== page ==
PORTLAND, Ore. -- On Your Side Investigator Anna Canzano has uncovered a long list of complaints against a service many people's elderly parents or disabled riders use to get around.
She began looking into this after KATU News reported Thursday on a great-grandmother left at an abandoned building in Beaverton with no cellphone and no way of contacting her family.
The vehicles in question are marked and branded as TriMet buses or vans, but they're actually operated by drivers of the company First Transit based in Cleveland, Ohio. TriMet spokeswoman Mary Fetsch told Canzano the agency has contracted with First Transit since February 2011 to serve the elderly and disabled.
Fetsch also told Canzano via email another incident KATU News reported last July involved a First Transit driver -- a 58-year-old woman with cerebral palsy dropped at a hair salon in Portland. Her disability made it impossible for her to tell the driver she was supposed to go home, not to the hair salon.
Portland attorney Devin Robinson says it scares him to hear about situations like these.
"It's just a matter of responsibility and when you are putting the public at risk, it's just not right."
Robinson sued First Transit in 2012 on behalf of a woman who got hurt trying to get to the Burlington Coat Factory in Happy Valley. She too was riding one a lift bus.
"The driver missed the driveway and instead of doing what reasonable folks would do which would be to drive around the block or find a safe place to turn around, he decided to just hop it over the curb," said Robinson.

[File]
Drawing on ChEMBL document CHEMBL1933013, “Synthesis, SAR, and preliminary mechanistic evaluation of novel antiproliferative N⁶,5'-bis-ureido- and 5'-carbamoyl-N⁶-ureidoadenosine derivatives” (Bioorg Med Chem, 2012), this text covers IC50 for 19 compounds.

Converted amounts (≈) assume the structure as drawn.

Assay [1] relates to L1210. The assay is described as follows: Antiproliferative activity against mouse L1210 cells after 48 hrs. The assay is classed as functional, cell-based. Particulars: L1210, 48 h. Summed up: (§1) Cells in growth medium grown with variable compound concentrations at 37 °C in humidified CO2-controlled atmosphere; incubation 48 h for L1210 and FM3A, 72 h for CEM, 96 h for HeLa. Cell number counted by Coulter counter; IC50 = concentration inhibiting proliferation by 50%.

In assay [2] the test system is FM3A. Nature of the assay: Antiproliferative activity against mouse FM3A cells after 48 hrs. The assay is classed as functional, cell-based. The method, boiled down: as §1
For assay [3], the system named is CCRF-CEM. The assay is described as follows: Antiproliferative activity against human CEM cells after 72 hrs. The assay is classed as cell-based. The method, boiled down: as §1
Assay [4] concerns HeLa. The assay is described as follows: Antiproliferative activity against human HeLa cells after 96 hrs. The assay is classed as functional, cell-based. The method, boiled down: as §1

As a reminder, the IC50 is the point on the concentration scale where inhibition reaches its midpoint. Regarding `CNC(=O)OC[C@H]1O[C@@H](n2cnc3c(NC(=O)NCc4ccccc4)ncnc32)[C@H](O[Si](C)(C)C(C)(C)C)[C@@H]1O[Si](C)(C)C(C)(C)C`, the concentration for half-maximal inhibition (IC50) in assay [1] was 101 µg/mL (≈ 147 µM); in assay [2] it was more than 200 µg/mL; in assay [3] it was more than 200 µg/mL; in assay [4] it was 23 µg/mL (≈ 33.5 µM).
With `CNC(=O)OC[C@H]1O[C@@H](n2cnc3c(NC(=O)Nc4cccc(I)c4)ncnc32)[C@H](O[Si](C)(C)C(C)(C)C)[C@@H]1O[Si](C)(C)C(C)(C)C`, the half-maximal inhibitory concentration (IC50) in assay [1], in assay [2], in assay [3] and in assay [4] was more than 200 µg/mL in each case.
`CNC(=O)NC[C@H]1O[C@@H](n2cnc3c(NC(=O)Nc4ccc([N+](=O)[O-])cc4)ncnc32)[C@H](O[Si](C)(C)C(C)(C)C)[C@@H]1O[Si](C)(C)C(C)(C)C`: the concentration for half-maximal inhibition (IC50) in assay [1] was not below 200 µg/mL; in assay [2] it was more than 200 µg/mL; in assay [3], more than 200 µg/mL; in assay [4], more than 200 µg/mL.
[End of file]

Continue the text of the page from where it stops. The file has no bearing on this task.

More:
Canzano found 23 negligence or personal injury lawsuits filed against First Transit in Oregon. Another case involved a First Transit driver impatient with traffic hopping a curb and injuring a wheelchair-bound passenger onboard. Yet another involved a First Transit driver rear-ending someone because they were distracted by their communication with a dispatcher.
It's a pattern of problems Robinson believes should be exposed and addressed.
"I hope this is something (First Transit) will take a look at and make sure they're not putting already vulnerable members of the public at even further risk."
Fetsch told Canzano TriMet continually monitors the performance of First Transit related to safety, on-time performance and customer service, but has yet to respond to Canzano's questions about precisely how that monitoring takes place and whether a system is in place to do so.
First Transit spokeswoman Stephanie Creech told Canzano Friday via email the Beaverton incident involving the 92-year-old woman is the subject of an ongoing internal investigation but would not offer a timeline for the investigation. Creech also refused to release the driver's name or any details about the driver's performance record with the company.